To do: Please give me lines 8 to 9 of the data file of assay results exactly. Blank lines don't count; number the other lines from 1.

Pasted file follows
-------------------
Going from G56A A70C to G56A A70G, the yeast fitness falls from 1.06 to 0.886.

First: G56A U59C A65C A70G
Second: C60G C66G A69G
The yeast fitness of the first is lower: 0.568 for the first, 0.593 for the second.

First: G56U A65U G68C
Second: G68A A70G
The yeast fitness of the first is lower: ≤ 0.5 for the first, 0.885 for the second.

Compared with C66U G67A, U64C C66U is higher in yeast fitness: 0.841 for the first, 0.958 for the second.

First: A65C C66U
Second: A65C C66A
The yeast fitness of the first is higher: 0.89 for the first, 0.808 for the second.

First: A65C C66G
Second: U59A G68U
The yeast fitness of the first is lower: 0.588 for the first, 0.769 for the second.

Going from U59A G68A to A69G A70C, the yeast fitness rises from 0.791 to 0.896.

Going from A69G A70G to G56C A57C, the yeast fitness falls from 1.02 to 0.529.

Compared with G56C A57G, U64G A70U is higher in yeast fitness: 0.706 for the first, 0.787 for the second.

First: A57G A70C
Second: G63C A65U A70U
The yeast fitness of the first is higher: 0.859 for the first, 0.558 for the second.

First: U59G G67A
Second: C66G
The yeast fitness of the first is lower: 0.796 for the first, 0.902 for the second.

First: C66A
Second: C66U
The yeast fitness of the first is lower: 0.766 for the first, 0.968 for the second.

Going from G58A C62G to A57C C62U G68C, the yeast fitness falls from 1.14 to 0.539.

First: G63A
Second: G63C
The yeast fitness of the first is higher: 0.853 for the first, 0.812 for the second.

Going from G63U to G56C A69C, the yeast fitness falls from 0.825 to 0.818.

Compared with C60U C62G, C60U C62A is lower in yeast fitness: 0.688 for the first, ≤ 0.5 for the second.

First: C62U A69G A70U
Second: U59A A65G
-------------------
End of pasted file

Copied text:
Compared with C66U G67A, U64C C66U is higher in yeast fitness: 0.841 for the first, 0.958 for the second.

First: A65C C66U